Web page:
Will Temer End the Crisis in Brazil?

Life After Rousseff

Brazil's interim President Michel Temer stands among people during a ceremony where he made his first public remarks after the Brazilian Senate voted to impeach President Dilma Rousseff, at the Planalto Palace in Brasilia, Brazil, May 12, 2016. Ueslei Marcelino / Reuters

Brazilian President Dilma Rousseff has been provisionally removed from office while she waits for a verdict in her impeachment trial, which can take up to 180 days. In turn, her vice president, Michel Temer, has become the interim president. The process leading up to the change in leaders has taken a toll on all sides. The government lost credibility and the opposition is seen as having made an opportunistic attempt to grab power through a much-questioned impeachment process. The public, too, is at a loss. The impeachment is more like the anesthesia before the needed surgery rather than the operation the population expected could “fix” the situation. The result is a general feeling of numbness, even for the notoriously energetic Luiz Inácio Lula da Silva, Brazil’s former president and Rousseff’s political mentor, whose last words after his mentee left office on May 12 were simply: “I’m going home now.”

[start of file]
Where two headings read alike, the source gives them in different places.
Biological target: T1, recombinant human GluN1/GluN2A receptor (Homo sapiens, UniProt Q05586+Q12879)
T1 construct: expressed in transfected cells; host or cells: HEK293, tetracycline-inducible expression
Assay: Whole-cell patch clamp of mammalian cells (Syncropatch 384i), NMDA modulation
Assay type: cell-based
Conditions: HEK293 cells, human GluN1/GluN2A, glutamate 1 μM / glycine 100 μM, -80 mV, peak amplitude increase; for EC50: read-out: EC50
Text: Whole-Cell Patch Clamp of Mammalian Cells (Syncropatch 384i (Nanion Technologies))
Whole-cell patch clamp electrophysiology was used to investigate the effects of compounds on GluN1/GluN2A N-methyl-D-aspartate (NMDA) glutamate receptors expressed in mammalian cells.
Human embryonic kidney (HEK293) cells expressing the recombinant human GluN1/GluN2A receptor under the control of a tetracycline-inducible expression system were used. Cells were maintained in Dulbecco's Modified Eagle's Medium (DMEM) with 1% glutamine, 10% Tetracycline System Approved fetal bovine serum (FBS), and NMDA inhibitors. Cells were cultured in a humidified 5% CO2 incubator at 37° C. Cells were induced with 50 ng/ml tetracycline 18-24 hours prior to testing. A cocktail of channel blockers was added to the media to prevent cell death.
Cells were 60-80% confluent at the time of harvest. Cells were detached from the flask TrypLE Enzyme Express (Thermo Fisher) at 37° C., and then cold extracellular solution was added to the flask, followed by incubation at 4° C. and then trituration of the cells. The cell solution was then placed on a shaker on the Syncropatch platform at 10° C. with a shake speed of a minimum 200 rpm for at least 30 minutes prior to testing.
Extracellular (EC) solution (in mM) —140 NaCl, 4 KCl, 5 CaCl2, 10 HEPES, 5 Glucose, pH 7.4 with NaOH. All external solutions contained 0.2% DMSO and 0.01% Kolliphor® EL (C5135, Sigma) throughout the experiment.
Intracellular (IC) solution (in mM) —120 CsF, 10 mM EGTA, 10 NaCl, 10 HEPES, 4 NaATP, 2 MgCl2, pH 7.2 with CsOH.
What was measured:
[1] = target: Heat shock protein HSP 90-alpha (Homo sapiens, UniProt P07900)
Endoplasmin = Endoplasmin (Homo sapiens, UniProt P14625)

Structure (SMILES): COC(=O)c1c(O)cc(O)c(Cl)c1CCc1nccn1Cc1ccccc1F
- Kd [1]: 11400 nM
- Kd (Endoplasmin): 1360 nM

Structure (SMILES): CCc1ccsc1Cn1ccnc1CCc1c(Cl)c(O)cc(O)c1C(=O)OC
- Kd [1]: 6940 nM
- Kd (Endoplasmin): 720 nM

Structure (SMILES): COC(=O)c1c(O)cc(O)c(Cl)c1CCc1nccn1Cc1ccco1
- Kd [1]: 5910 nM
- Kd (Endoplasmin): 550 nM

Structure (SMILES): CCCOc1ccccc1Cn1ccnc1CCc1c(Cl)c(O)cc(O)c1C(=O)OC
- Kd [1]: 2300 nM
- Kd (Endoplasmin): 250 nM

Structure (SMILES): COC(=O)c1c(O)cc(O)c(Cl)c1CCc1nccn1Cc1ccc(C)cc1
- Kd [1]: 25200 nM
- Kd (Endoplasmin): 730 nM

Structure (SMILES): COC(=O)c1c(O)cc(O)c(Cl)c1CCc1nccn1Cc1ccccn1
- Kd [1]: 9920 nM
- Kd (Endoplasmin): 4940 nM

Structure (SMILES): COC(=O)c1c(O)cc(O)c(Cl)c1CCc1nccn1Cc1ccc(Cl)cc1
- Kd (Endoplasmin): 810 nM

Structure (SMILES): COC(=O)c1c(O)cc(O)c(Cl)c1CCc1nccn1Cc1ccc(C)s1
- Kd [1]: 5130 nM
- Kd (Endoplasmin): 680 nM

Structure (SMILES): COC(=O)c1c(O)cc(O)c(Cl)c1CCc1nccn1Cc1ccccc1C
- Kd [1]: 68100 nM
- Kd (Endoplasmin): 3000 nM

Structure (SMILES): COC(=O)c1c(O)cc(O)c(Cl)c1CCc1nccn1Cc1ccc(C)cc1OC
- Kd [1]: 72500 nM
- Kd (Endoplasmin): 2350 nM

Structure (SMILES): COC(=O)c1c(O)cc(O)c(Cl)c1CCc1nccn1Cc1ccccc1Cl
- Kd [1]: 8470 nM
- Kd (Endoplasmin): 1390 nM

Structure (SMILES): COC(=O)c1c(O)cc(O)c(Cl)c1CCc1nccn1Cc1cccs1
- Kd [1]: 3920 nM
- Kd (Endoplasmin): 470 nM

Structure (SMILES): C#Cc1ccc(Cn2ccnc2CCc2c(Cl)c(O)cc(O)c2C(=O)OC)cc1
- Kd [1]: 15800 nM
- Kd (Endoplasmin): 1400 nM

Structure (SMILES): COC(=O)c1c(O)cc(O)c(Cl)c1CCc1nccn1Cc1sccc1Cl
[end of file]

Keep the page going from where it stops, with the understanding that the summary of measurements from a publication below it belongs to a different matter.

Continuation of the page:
For months, a majority of Brazilians have lived with the expectation that, once Rousseff left, the country would finally start thinking about the political and economic maladies it faces. This means that the window for the new government to produce some results is a small one, especially considering Rousseff’s ousted Workers Party’s (PT) promise to block any reform proposed by the interim president. The population is impatient and the sedative effect of the impeachment process will soon wear off, which could mean new protests and instability if there are no significant changes in the short term.

As delicate as the situation may be, it is already possible to predict how the new government will operate. Temer’s newly formed cabinet—his only concrete action so far as Brazil’s new leader—is telling. Brazil has over 30 political parties, all of which demand cabinet positions in exchange for their backing, which Temer needs if he is to pass any reform in Congress. For her part, Rousseff had needed to go as far as creating 39 ministries to form a viable

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